Hemingray Glass Company - Muncie, Indiana

Jensen Producer Gas System - Successful Installation Ball Brothers Glass Company and Hemingray Glass Company

[Trade Journal]

Publication: The Commoner and Glassworker

Pittsburgh, PA, United States
vol. 24, no. 17, p. 5, col. 1 - 2


It Proves to be Working Admirably at Ball

Bros. Plant at Muncie.


Muncie, Ind., Jan. 28. - The introduction of the artificial gas system at Ball Bros. glass factories, this city, is no doubt being watched with interest by the glass trade, and especially in the gas belt.

The fact that two systems have been tried here and that even your valuable paper had been led into confusing statements about them, owing to reproducing matter from a local paper, a few points about them may be appreciated by you and the glass trade.

Two weeks ago the Loomis-Pettiboon water seal system of producers, which had been in operation off and on for about a year, was abandoned. The system did not work very well in the tanks to melt the glass, and its use occasionally in the lehrs caused a sulfuric odor which made the workmen sick and the factory almost uninhabitable.

Several months ago the Jensen system of producers was introduced, and since September has been operating in one tank with such admirable results that the connections are now nearly completed to operated three more tanks on an extensive scale with this system. Excavations are also under way to introduce the system into the lehrs.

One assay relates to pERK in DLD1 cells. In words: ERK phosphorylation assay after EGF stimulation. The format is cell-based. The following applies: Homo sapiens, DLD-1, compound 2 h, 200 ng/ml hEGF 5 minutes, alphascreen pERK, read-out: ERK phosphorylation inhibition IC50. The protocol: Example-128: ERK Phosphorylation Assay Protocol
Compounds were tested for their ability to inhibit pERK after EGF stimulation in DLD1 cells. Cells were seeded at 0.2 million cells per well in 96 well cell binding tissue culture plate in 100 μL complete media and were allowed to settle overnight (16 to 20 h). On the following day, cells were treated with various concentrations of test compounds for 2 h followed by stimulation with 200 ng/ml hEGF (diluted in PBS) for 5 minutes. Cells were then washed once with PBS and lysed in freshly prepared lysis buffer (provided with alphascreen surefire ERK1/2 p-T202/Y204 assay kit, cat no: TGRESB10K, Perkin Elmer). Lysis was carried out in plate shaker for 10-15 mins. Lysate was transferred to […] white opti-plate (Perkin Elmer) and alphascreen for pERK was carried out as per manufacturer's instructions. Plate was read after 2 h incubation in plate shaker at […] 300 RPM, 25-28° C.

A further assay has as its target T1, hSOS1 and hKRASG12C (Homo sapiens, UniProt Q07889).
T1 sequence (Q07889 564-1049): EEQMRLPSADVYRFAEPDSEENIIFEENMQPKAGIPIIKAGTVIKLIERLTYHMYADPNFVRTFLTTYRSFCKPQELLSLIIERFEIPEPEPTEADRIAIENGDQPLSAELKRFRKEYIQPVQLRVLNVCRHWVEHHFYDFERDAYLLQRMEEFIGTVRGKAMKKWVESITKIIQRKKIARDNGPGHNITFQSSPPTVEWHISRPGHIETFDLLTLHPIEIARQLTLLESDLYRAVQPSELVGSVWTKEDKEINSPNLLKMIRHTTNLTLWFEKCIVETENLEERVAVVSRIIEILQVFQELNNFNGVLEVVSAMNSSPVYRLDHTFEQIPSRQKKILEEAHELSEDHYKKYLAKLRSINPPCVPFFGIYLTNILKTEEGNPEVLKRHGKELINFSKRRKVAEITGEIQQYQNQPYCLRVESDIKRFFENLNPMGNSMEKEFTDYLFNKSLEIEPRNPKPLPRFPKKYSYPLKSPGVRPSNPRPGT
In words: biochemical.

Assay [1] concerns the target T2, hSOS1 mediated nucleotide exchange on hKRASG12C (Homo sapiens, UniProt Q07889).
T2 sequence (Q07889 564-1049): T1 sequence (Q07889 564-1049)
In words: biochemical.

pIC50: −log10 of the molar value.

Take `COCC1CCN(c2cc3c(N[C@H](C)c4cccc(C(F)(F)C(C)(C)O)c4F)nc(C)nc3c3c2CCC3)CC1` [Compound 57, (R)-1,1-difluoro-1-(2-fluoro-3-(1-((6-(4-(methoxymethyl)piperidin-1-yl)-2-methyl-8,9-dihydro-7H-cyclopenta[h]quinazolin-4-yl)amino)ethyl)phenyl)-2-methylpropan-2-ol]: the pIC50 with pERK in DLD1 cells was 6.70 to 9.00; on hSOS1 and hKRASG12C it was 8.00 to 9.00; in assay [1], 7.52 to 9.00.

The new battery of producers is centered near the end of the lower plant, and a large pipe seven feet in diameter connects them with each of the three furnaces. The object in thus centralizing them is to facilitate the handling of coal and attending the producers. Sixty tons of coal will be required every 24 hours to run the producers for the three large tank furnaces, each of which is over 60 feet wide, and still this is said to be over one-third less coal than is consumed by the average producers.

The Jensen system burns nicely the poorest grade of Indiana coal, and is giving unusual results in Ball Bros. and Hemingray's factories here. At the latter's factory it is applied to two smaller tanks and considered entirely satisfactory. Of course it is well known how the Jensen producers work with hard coal of New York, Pennsylvania, and Ohio.

One especial advantage with the Jensen system is that it is so arranged that natural gas can be used at any time when there is a sufficient supply, and, of course, natural gas gets the preference when it can be had; but as it is not always abundant, especially in cold weather, a successful producer system for artificial gas is the next best substitute, or move their plants, which some gas belt manufacturers are reluctant about doing if they can avoid it.


Keywords:Hemingray : Fuel : Producer Gas
Researcher notes: 
Supplemental information: 
Researcher:Bob Stahr
Date completed:June 12, 2005 by: Glenn Drummond;